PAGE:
Wine, etc. : Admit it, you like a good Chardonnay. U.S. too.
We all love chardonnay. Can’t we just admit it? Chardonnay is the most popular grape variety planted in the United States and it accounts for about one in five bottles of wine sold in the United States, but somehow consumers don’t want to admit they like it because, well, it’s so common.
Winemakers love it too. They start from scratch, exploiting more outlets than those of other grape varieties. The choices explain why the styles range from austere to buttery, oaky to unoaked, rich to lean.
Despite denials that wine lovers prefer the lean style of French Chablis, they are buying “butterbombs”. Some producers even label their wines “buttery” to attract these amateurs. This character is achieved through a secondary fermentation process called malolic fermentation, which converts tart malo acids, like those found in apples, into lactic acids like those found in milk. Producers who choose to convert all of their wine to lactic acids generally get a richer, smoother wine. Others prefer more balance by adding sulfites to stop the process.
Roundness and smoothness are also enhanced by aging on lees or resting the wine on depleted yeast cells. These cells give the wine a yeasty and bready flavor, but also improve the mouthfeel.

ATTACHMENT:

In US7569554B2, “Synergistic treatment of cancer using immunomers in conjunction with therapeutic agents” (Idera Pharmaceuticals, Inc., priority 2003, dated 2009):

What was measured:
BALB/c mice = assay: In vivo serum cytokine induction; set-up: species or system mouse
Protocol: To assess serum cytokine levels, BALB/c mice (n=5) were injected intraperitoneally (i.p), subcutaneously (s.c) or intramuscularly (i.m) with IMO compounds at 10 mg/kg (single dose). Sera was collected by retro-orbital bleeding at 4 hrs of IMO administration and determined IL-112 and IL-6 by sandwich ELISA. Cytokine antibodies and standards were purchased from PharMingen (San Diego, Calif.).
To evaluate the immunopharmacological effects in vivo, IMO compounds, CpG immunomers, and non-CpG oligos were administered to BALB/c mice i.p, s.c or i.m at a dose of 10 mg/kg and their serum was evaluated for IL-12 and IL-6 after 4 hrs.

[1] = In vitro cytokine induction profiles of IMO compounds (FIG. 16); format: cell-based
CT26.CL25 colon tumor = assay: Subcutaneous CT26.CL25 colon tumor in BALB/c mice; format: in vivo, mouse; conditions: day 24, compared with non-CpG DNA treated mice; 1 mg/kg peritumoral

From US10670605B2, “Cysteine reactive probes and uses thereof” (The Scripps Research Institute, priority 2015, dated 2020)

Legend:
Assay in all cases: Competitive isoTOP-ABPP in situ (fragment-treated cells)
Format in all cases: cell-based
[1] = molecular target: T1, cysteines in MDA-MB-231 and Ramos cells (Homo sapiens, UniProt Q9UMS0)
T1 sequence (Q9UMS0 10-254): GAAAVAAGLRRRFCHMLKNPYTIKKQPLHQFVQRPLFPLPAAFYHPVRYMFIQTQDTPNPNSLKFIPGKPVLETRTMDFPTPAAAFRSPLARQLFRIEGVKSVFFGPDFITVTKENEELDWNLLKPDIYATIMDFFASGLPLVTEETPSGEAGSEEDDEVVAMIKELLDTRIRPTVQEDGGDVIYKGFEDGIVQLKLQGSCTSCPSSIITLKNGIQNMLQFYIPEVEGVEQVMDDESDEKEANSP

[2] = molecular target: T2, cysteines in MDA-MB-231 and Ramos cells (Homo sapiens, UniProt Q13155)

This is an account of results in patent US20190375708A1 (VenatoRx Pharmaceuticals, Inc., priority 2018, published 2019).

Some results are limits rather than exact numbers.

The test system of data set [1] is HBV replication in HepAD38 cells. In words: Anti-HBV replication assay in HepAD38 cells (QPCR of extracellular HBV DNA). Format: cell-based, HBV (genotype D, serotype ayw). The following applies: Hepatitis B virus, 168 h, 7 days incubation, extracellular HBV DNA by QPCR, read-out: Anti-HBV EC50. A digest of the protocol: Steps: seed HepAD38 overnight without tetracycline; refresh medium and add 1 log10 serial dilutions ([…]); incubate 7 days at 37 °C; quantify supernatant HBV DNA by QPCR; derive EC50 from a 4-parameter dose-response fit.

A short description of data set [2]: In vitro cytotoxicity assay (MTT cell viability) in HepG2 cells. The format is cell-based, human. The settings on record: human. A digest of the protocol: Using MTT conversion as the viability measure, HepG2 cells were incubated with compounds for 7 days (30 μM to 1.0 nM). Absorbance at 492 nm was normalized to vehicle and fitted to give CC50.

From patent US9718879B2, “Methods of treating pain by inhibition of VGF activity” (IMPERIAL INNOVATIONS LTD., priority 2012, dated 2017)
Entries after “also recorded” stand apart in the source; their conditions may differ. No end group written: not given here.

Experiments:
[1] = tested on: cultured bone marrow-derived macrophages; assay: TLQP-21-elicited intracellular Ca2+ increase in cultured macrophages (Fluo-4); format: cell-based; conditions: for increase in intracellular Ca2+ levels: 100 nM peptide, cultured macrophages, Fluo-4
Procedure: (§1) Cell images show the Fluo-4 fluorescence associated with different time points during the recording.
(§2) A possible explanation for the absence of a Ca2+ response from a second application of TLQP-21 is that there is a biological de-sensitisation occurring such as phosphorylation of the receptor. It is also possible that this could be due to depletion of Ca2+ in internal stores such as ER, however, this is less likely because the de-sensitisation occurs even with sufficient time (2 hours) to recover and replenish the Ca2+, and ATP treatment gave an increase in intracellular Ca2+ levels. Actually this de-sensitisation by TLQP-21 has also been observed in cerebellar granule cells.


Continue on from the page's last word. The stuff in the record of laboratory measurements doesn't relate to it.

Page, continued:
Where the grapes are grown can also influence the personality of a chardonnay. Those grown in cool climates tend to be fresh and crisp with mineral, stone fruit and apple notes. These chardonnays made in warm climates, like the Russian River Valley, are rich and buttery with tropical fruit flavors.
Finally, the type of vessel used for fermentation and aging will have a profound impact on the personality of the chardonnay. A wine aged in French oak barrels, for example, will be more complex and more expensive because a barrel costs a winemaker more than $1,000. Unoaked wines are fermented in stainless steel or concrete vats. These wines are devoid of oak characteristics, such as vanilla and spice.
Prices vary enormously for this variety. First and perhaps most importantly, Napa Valley property is expensive, and the grapes there command a high price. It costs over $6,000 to plant an acre of vines in Napa. A chardonnay from, say, Lodi will be considerably cheaper. Additionally, Chardonnays from a specific vineyard are considerably more expensive than blends from multiple regions.